Monday, January 24, 2011

Window on Eurasia: Absence of Lustration Undermined Prospects for Democracy in Russia, Moscow Scholar Says

Paul Goble

Staunton, January 24 – The failure in the 1990s to exclude from government service “all the Soviet and party bureaucracy” – in a process called lustration – allowed “the direct heirs of the Soviet nomenklatura [to] seize power and resources” and contributed to “the failure of the democratic project in Russia,” according to a leading Moscow scholar.
In an article in “Gazeta” on Friday, Yuly Nisnevich, a professor at the Moscow Higher School of Economics, argues that “if 20 years ago, lustration had been carried out [by the first post-Soviet government], today [Russians] would not be living in a corrupt, authoritarian state” (
The “revolutionary aspirations and hopes” of that time that “the new state would become democratic and contemporary and that people in it would live a worthy and well-off existence have not been achieved.” Instead, Nisnevich continues, the state is “corrupt through and through” and the power of the “authoritarian kleptocratic regime” is collapsing.
As a result, “a social-political cataclysm” is approaching, he says, and that is likely to lead “with a high degree of probability” to a subsequent collapse of the country. Given that likelihood, Nisnevich argues, it is imperative to understand what went wrong in the 1990s so that Russia can avoid repeating it in the future.
(Nisnevich notes that his “Gazeta” article is only a summary of two earlier studies he has prepared, a 2007 book entitled “An Audit of the Political System of Post-Communist Russia,” and a 2010 volume called “A Vertical to Nowhere. Essays on the Political History of Russia, 1991-2008.)
According to the Moscow scholar, “one of the most serious strategic miscalculations of the political forces which came to power in the new Russia was the massive use in all structures and at all levels of the newly established system of state administration of former bureaucr4ats of the Soviet party-state apparatus.”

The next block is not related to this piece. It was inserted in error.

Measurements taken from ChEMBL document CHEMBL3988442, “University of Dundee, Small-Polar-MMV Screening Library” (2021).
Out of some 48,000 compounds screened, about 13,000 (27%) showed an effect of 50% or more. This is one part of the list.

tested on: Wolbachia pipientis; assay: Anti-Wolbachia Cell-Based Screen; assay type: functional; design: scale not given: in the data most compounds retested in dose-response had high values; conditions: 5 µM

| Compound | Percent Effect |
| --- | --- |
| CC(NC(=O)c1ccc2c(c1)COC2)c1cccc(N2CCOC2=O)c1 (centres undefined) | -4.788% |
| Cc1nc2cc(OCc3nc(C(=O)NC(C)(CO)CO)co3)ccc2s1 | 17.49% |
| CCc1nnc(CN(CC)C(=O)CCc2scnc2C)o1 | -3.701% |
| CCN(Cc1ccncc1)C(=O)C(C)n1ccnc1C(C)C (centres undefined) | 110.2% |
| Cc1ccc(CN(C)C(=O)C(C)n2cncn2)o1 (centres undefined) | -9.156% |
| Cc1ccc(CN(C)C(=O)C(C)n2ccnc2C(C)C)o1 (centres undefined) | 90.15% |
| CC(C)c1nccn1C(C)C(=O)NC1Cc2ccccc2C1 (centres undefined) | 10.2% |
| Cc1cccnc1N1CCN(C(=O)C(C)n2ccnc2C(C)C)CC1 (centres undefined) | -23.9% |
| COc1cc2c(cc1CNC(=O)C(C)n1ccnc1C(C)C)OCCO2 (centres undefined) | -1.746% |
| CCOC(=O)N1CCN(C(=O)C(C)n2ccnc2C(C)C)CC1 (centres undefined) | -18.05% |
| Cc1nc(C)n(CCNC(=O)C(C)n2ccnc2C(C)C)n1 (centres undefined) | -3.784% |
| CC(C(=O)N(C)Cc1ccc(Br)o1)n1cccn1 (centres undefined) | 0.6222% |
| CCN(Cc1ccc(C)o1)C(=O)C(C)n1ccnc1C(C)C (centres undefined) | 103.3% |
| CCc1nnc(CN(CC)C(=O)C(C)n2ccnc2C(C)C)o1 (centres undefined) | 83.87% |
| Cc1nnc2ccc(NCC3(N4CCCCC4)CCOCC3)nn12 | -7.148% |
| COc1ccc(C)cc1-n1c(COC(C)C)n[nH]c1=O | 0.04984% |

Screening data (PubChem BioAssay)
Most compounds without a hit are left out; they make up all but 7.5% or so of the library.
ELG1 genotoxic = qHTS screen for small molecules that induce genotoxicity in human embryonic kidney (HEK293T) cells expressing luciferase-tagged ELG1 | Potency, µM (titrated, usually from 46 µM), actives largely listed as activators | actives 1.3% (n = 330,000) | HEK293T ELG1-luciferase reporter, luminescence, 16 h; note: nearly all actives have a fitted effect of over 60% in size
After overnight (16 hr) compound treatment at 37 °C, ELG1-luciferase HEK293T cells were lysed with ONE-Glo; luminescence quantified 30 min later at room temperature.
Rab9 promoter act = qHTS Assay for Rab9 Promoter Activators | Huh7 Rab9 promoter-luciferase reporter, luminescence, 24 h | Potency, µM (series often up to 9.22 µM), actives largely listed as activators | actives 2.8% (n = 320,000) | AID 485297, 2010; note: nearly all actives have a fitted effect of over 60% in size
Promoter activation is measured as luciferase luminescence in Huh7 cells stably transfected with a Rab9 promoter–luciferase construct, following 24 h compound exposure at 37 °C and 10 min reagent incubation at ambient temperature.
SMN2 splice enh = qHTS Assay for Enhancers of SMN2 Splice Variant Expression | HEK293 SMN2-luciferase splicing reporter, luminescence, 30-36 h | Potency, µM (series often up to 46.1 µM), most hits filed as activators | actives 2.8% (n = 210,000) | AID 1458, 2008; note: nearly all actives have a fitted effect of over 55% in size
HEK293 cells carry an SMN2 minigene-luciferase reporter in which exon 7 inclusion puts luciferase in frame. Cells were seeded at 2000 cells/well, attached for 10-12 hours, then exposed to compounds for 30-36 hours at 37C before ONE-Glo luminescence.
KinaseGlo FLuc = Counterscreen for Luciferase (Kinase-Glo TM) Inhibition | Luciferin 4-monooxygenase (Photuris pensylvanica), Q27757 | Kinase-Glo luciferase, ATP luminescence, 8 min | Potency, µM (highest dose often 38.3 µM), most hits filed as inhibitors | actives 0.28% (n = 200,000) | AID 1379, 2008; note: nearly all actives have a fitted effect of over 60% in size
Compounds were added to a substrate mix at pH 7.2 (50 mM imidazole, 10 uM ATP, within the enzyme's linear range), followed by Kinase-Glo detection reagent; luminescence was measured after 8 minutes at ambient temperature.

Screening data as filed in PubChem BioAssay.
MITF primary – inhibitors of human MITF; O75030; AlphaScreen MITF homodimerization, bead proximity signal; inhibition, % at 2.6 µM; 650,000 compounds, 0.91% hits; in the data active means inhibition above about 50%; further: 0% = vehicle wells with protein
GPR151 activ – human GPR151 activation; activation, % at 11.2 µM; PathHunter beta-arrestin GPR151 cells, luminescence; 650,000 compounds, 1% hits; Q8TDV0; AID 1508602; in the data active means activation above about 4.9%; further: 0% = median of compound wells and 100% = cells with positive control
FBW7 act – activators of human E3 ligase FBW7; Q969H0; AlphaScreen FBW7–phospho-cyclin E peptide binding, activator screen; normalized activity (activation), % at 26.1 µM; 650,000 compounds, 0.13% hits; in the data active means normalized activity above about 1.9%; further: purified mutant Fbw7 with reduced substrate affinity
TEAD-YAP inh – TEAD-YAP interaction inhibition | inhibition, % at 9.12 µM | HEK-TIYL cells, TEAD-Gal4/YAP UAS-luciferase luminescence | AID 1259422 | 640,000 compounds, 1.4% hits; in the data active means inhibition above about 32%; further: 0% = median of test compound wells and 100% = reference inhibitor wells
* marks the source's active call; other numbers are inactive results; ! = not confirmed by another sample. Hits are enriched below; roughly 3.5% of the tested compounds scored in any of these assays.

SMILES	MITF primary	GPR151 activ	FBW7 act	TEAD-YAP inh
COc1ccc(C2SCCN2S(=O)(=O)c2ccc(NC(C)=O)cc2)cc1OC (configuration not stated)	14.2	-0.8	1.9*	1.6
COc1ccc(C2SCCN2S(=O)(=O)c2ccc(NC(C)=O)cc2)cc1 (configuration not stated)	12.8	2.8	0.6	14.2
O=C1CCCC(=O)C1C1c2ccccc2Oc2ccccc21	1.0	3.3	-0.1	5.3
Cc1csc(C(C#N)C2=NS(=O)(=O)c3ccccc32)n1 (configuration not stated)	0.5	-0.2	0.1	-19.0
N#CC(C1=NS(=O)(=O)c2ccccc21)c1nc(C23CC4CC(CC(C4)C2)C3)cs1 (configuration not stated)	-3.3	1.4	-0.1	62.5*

While there may have been some “tactical” justifications for this, the use of such people quickly undermined the new democracy because such people worked for their own interests rather than those of the people. What was needed in fact, Nisnevich says, was “not so much the de-partyization of the state apparatus” as “its de-sovietization.”
That did not happen. Instead, the new regime focused on economic reforms first and foremost and failed to think about how these holdovers would behave when given the chance. The result is the corrupt authoritarian regime of today, and “a way out of this dead end” is possible only with thorough-going democratic institutions.
The deformation of the democratic system and the spread of “the bacillus of political corruption” began with the actions of the state after the adoption of the 1993 Constitution, including the defense of the president above all and the Chechen tragedy which began at the end of 1994.
. Seeking to protect the power of the presidency above all, Yeltsin’s entourage “began to position and support this institution as an independent and immediate subject of Russian power” rather than as the expression and servant of the will of the people, Nisnevich says. And that trend only became worse during the electoral cycles of 1995-1996.
But the crowning moment of this trend was selection of Vladimir Putin and his entourage in 1999 and 2000. His and their “striving to preserve in power even ‘in the name of the public good’ at any price and by any means” led to the invocation of the Jesuitical and Bolshevik principle of “the end justifies the means” and the suppression of political competition.
The same thing happened in the judicial system, Nisnevich continues, and like the executive and legislation branches, it too has been corrupted and put at the service of those in power rather than the law and the people who must again become the source of legitimacy and decision.
And overcoming this will require in the first instance “the restoration of information competition, the reduction to a minimum of the number of government and power affiliated media outlets at all levels [and] the creation of public television and radio,” something that will be no easy task in the current environment.
Nisnevich’s argument, if one may put it in lapidary terms, is that the short-term advantages of avoiding lustration and the confusion that process might have caused are seriously outweighed by the difficulties the Russian Federation has experienced since then because lustration was not carried out.

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